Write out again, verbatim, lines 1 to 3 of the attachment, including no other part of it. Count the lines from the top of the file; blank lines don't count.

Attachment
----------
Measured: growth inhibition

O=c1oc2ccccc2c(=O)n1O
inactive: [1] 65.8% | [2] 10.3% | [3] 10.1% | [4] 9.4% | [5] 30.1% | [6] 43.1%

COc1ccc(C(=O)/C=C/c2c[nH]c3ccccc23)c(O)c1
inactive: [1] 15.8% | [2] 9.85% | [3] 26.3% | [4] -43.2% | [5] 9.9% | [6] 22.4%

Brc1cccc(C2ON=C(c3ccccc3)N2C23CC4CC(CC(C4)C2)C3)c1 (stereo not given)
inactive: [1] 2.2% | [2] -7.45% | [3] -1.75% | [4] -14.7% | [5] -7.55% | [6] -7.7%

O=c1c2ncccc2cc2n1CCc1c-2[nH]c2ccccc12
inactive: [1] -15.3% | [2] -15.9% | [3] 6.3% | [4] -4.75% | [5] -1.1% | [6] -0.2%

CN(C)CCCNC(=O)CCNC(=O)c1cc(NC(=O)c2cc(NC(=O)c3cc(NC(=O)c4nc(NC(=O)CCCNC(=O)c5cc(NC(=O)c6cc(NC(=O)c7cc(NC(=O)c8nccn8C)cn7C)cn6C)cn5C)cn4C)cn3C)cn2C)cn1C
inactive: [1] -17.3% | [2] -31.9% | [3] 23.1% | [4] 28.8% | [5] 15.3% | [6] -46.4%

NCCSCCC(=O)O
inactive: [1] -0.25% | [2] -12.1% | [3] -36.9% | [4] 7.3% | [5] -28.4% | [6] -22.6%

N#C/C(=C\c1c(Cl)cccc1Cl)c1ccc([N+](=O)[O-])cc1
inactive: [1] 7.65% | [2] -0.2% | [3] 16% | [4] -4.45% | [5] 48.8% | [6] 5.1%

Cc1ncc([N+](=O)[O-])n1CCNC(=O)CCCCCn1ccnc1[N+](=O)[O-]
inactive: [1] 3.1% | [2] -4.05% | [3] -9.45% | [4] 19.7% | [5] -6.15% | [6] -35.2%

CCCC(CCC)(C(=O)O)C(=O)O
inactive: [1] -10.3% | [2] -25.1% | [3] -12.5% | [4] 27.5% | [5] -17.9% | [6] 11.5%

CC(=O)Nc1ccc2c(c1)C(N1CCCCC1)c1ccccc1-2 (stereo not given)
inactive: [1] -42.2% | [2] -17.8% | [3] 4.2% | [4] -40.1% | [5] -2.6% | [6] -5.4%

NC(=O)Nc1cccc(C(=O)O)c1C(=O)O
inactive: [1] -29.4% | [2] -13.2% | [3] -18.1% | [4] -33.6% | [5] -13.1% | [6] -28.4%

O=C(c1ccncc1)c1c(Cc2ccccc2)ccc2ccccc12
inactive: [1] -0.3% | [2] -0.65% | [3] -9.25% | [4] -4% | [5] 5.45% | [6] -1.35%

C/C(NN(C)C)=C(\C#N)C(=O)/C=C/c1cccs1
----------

Measured: growth inhibition

O=c1oc2ccccc2c(=O)n1O
inactive: [1] 65.8% | [2] 10.3% | [3] 10.1% | [4] 9.4% | [5] 30.1% | [6] 43.1%